but hasn't flown yet.
Due to fly 2008 funded by DARPA

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Post    Posted on: Sun Nov 25, 2007 4:47 am
I think you can plan on Ausroc IV to never be made.


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Post    Posted on: Sun Nov 25, 2007 9:28 am
What about ESA's Vega rocket, something like 2000kg to LEO of 400km and a cost of about $18M if I remember rightly. It must be due to fly either 2008 or 2009.


Maybe ESA would give a free ride to someone. If ESA are going to launch demo flights with ballast to test Vega, perhaps they would be willing to replace the ballast with a lunar transfer vehicle, lander and rover. The extra publicity for ESA would be good and there wouldn't be much downside (as shown by SpaceX's Falcon 1 failure to put its payload into orbit) if the rocket didn't make it. Maybe a European based team should pitch this to ESA?

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Post    Posted on: Sun Nov 25, 2007 3:38 pm
Andy Hill wrote:
Maybe ESA would give a free ride to someone.

The winning team must use 90% private funding. If they want to use an ESA "free ride" that free ride must also be made reasonably available to all other teams for the same "free" price.

$18M for 2000kg to 400km is still pretty inexpensive, perhaps two or more teams could purchase a ride on the same launch. However, depending on where the US $ goes, this might not be as attractive for US teams.

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Post    Posted on: Wed Dec 05, 2007 4:29 pm
This article gives late 2008 as the date for Vega's maiden flight. So it would seem that it will be available at the right time for teams to use.

http://www.esa.int/esaCP/SEMXE029R9F_Expanding_0.html


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The winning team must use 90% private funding. If they want to use an ESA "free ride" that free ride must also be made reasonably available to all other teams for the same "free" price.


I dont see what the difference is between offerring to replace ballast on an early Vega flight with a Google lunar lander craft and being included as an add on to any other flight. As to offering it to everyone, why not. I just think that ESA might be more inclined to using a European team and it's fairly easy to make up excuses not to pick a particular team if they choose to. Also there are not an indefinite number of trips so it will be first come first served.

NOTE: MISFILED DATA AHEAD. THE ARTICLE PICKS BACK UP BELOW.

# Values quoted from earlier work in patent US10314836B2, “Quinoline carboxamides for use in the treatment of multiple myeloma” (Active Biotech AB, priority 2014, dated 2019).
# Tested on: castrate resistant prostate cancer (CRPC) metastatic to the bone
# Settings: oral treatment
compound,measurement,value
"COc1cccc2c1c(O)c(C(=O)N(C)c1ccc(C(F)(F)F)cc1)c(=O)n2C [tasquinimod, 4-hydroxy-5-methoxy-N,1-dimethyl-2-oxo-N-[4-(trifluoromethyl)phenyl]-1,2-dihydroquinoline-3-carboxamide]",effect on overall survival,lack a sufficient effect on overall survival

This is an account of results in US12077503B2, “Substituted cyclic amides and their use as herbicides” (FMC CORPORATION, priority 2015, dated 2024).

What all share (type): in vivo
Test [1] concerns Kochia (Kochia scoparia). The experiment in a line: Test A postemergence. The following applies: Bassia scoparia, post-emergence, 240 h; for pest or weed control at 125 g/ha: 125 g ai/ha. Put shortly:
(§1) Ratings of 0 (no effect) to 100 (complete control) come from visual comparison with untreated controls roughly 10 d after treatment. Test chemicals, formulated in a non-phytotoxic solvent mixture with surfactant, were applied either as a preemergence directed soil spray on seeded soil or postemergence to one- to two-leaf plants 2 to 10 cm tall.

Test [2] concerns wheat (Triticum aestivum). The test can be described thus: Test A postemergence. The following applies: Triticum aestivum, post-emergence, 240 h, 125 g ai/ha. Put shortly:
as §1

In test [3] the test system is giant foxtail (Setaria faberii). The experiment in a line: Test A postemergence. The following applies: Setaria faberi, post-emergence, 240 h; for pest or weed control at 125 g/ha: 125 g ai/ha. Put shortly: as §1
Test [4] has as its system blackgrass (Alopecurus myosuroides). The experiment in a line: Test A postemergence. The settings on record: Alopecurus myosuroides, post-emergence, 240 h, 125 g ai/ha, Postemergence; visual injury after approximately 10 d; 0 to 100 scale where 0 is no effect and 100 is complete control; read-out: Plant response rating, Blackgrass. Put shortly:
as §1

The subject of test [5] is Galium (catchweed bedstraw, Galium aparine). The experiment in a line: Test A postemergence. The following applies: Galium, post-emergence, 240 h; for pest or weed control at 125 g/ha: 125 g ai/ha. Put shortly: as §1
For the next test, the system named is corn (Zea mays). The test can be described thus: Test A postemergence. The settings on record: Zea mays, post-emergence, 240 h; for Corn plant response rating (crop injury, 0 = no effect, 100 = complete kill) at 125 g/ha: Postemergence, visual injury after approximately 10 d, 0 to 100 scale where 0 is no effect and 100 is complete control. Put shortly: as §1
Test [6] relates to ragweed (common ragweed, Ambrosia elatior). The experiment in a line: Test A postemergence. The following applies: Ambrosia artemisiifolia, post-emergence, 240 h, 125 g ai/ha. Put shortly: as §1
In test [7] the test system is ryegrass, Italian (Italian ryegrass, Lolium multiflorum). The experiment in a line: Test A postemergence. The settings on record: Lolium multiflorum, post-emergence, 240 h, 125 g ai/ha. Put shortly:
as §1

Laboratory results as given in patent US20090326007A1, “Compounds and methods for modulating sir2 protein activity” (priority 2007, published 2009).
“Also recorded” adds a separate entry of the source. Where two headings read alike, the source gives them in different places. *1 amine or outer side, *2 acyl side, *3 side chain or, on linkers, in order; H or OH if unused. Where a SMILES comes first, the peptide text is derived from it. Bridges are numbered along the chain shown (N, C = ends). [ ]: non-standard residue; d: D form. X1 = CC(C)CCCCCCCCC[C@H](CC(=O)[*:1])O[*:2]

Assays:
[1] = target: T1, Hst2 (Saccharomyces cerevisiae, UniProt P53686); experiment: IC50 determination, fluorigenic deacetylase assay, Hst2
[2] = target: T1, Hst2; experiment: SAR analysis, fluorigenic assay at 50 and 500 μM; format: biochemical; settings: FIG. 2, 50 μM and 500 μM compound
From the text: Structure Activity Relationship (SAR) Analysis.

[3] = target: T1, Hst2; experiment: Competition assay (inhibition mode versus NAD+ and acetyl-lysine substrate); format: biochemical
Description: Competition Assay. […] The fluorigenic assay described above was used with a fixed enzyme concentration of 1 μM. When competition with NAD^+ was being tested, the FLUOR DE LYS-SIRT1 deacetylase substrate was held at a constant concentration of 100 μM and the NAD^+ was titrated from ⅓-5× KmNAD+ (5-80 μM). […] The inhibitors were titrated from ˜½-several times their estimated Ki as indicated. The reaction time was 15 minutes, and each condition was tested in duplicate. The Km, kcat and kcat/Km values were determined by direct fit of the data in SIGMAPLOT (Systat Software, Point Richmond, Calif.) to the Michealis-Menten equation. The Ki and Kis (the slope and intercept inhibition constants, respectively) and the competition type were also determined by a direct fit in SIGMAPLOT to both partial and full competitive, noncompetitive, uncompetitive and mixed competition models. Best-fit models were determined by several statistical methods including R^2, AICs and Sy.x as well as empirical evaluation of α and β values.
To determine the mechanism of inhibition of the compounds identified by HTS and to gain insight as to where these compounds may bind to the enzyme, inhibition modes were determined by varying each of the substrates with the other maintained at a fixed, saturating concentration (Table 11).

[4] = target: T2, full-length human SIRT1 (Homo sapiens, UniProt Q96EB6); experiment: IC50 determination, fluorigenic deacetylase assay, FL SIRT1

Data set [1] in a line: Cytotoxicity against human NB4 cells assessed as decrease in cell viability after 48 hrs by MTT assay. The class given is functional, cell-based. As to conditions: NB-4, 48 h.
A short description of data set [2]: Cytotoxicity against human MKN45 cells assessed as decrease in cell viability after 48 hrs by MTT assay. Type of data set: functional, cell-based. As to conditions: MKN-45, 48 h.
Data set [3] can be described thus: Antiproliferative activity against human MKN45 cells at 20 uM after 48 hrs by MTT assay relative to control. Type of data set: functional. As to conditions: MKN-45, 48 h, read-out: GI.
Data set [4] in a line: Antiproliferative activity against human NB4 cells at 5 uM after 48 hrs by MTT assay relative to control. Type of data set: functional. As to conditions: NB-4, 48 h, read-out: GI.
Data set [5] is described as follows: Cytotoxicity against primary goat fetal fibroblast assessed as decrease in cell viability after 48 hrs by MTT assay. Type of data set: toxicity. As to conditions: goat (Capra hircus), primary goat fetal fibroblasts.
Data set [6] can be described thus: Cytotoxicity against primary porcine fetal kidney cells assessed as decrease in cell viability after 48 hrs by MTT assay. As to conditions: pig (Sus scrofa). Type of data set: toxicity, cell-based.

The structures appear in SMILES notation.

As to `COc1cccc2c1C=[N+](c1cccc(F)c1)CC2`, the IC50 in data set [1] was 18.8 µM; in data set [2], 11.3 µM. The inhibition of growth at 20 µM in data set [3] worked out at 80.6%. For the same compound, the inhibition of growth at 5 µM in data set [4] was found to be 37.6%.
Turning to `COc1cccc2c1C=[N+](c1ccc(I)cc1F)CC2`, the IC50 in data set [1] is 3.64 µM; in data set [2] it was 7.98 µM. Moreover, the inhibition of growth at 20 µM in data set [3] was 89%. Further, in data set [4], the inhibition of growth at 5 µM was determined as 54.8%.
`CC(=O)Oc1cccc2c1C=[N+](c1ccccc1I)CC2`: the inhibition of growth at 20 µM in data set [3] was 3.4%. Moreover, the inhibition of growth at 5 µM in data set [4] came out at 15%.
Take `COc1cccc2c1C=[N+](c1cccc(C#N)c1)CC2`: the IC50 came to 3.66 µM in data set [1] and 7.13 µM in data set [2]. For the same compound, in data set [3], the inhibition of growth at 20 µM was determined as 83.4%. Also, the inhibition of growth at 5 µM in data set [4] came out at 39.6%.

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Post    Posted on: Fri May 23, 2008 11:20 pm
Btw SpaceX offers for some time now a PDF (http://www.spacex.com/FalconLunarCapabilityGuide.pdf) about their Lunar transfer capabilities.

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Post    Posted on: Mon May 26, 2008 6:42 pm
That is a great document! It is interesting how they show the highly eccentric orbits that Falcon 1 and 1e can reach, and especially how they show your departure for the Moon, using a kick stage or engine on the space craft, is done from the LOW point and not the high point in the orbit. It is just one of the counter intuitive things you need to know about orbital mechanics to do space flight efficiently. Because in orbits, it is less about where you are and more about your velocity.


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Post Re: Potential launch vehicles   Posted on: Tue Mar 23, 2010 2:16 pm
Here is a rocket design with the hydrogen tank inside the oxygen tank. There are pumps and valves at the bottom to control the flow and therefore the direction of the rocket.


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Post Re: Potential launch vehicles   Posted on: Tue Mar 23, 2010 7:10 pm
You need a lot more H2 than that. And why not have the central tank pipe off fuel to the verniers instead of having separate tanks?

Also with H2 you are going to have significant insulation issues with that surface area.